Landscape with a Double Rainbow

Oil Painting
28/07/1812 (painted)
Landscape with a Double Rainbow thumbnail 1
Image of Gallery in South Kensington
Not currently on display at the V&A
On short term loan out for exhibition
Artist/Maker
Place Of Origin

Rainbows fascinated Constable, who was highly knowledgeable about 'this most beautiful Phenomenon of Light'. They frequently appear in his later works. This was one of a group of three oil sketches sold at auction in 1838 for £5 5s.


object details
Categories
Object Type
Materials and Techniques
oil on paper laid on canvas
Brief Description
'Landscape and Double Rainbow', Oil on paper laid on canvas, by John Constable, Suffolk, Britain, 28 July 1812.
Physical Description
Landscape with a rainbow in oil on paper laid on canvas.
Dimensions
  • Estimate height: 33.7cm
  • Estimate width: 38.4cm
  • Frame height: 51.3cm
  • Frame width: 55.2cm
  • Frame depth: 4cm
Style
Marks and Inscriptions
  • '28 July 1812' (Inscribed by the artist in oil, upper left)
  • '28 July 1812' (Inscribed twice in ink on the back (once on the linen, once on the stretcher))
  • 'Isey or Min' (written in pencil on the stretcher (Constable's daughters, Isabel and Maria))
  • '48/3' (Chalked on the back; this is the lot number from the Executors' sale, 16 May 1838, the catalogue entry for which reads: 'Three - Moonlihgt; Landscape, and a ditto, with a Rainbow'. The three works were bought in for the family by C. R. Leslie for £5 5s.)
Gallery Label
Label [Author unknown] This is the artist's first known treatment of a double rainbow, a theme he seems to have used consciously as a symbol of hope, and he painted it during a return visit to his birthplace in Suffolk. It has been related to lines from Wordsworth's poem The Rainbow: My heart leaps up when I behold A rainbow in the sky: So was it when my life began, So is it now I am a man, So be it when I shall grow old... The child is father of the man... To the Romantic eye, heart and mind, the rainbow seemed the ultimate image of everything in life that was beautiful but transitory, visible but intangible. Constable himself wrote in his volume of mezzotints English Landscape Scenery in 1833: 'Nature, in all the varied aspects of her beauty, exhibits no feature more lovely nor any that awaken a more soothing reflection than the rainbow'.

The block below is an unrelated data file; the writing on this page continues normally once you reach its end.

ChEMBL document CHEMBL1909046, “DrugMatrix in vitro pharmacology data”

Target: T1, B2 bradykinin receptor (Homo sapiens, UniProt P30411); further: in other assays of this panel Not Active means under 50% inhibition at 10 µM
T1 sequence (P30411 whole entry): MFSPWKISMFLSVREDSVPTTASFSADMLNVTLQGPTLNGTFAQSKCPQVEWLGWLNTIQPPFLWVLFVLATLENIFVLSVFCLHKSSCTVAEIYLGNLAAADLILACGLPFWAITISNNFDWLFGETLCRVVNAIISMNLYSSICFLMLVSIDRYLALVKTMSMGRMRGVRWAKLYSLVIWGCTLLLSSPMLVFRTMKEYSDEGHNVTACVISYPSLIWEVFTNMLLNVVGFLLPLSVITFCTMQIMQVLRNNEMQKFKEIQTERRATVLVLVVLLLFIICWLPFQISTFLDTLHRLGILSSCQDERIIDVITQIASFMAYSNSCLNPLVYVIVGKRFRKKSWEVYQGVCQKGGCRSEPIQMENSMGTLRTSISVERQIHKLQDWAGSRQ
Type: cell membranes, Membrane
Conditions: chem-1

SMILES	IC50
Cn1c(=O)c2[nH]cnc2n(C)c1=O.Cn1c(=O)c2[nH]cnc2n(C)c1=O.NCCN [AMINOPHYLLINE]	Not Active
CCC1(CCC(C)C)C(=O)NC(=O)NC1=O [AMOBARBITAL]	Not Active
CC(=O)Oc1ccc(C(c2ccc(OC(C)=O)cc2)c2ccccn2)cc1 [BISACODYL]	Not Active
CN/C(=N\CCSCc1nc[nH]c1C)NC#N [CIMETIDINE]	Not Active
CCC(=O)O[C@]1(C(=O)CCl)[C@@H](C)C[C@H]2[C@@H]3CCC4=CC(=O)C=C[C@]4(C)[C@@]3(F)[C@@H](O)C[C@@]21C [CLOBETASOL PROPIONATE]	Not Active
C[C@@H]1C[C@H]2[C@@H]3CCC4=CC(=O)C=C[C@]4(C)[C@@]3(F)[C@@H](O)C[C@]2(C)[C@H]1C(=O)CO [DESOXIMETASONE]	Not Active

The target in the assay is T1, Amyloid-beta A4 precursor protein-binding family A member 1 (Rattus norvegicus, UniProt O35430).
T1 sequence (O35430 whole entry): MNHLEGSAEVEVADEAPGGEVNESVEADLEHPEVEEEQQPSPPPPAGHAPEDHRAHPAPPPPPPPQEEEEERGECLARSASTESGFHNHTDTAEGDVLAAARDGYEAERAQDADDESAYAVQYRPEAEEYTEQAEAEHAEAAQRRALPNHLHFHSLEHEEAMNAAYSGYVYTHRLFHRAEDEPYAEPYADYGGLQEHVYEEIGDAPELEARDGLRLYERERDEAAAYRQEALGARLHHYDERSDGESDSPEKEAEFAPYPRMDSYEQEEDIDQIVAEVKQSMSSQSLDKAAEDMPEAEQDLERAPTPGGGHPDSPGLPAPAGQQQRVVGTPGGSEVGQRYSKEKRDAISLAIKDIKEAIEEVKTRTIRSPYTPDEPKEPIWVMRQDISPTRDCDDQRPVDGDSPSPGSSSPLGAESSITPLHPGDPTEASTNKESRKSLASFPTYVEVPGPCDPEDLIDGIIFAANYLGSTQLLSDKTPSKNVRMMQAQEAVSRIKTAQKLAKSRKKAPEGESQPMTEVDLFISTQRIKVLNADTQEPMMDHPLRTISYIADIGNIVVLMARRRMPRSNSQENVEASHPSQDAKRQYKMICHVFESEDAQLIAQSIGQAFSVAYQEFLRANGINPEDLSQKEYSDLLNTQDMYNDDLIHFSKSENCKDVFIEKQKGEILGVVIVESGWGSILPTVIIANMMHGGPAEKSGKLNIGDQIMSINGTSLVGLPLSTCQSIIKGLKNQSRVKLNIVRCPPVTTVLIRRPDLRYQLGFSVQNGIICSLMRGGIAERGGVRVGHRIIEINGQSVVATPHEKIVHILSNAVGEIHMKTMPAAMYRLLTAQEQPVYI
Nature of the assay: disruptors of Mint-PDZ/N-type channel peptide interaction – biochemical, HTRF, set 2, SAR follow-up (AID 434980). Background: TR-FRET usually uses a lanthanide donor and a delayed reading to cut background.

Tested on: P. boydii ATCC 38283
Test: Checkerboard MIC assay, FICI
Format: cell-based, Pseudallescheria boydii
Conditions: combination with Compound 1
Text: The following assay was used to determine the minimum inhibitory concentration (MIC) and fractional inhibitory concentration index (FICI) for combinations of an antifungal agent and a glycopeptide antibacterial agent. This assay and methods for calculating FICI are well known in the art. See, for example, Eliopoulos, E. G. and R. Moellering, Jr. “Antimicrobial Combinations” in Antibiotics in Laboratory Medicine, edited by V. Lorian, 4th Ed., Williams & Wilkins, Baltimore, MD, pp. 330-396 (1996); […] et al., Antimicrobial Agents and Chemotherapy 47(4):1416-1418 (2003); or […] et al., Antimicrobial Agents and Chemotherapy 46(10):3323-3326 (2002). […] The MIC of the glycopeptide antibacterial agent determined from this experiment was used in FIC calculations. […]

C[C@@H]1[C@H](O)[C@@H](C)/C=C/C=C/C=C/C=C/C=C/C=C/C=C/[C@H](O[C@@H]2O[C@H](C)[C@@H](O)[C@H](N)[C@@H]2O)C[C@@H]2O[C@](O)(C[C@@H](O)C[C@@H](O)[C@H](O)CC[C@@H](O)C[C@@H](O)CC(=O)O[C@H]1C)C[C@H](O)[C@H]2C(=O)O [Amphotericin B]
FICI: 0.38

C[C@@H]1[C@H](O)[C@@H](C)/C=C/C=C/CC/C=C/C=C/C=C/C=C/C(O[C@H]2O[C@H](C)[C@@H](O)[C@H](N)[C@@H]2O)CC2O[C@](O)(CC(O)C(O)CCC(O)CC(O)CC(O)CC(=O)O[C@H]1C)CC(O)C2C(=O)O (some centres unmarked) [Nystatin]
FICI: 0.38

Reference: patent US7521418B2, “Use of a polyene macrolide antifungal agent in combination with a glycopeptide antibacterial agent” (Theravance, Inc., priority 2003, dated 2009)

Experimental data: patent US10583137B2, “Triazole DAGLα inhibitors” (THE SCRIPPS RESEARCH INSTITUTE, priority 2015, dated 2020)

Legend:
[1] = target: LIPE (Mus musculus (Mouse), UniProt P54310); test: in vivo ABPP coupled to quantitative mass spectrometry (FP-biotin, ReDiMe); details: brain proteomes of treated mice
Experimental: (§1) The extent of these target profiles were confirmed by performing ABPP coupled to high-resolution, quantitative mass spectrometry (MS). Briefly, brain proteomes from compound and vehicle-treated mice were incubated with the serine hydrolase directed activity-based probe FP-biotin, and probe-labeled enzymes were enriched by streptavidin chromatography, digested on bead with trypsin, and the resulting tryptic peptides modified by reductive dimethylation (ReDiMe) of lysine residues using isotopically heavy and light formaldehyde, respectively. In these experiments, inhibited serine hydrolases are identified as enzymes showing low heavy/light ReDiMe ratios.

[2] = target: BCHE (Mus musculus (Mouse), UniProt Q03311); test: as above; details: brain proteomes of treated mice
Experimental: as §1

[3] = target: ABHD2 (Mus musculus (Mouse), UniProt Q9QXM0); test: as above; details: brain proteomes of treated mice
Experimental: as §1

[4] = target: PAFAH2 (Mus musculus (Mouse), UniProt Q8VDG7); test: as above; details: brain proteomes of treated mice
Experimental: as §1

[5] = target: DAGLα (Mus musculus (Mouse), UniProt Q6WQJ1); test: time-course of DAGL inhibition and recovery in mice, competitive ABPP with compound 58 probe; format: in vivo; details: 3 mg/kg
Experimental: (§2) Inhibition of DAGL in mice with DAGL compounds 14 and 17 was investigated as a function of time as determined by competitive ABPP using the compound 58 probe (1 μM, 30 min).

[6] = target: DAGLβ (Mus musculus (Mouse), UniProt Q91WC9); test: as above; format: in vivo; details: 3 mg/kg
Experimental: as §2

Credit line
Given by Isabel Constable
Object history
Given by Isabel Constable, 1888
Historical context
In 1812 Constable's exhibits at the Royal Academy were 'Salisbury: Morning', 'A Watermill' (Flatford Mill) (see No. 103 [135-1888]) and two small landscapes. Apart from a possible brief visit to Salisbury (see No. 118 [263-1888]) he spent most of the supper in Suffolk.



[G Reynolds, 1973, p. 77]
Subjects depicted
Summary
Rainbows fascinated Constable, who was highly knowledgeable about 'this most beautiful Phenomenon of Light'. They frequently appear in his later works. This was one of a group of three oil sketches sold at auction in 1838 for £5 5s.
Bibliographic References
  • Catalogue of the Constable Collection, Graham Reynolds, Victoria and Albert Museum, London: HMSO, 1973, cat. no. 117
  • Catalogue of the Constable Collection, Graham Reynolds, Victoria and Albert Museum, London: HMSO, 1973, pp. 77-80
  • Ian Collins, ed. Masterpieces. Art and East Anglia Norwich, Sainsbury Centre for Visual Arts, 2013. ISBN: 9780946009626.
  • John E. Thornes, 'Constable's Salisbury Rainbow: a Fusion of Science and Culture?', The Burlington Magazine, No.160 (September 2018), pp.740-44
  • Feaver, William, Lucian Freud on John Constable, London, British Council, 2003
Collection
Accession Number
328-1888

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record createdDecember 15, 1999
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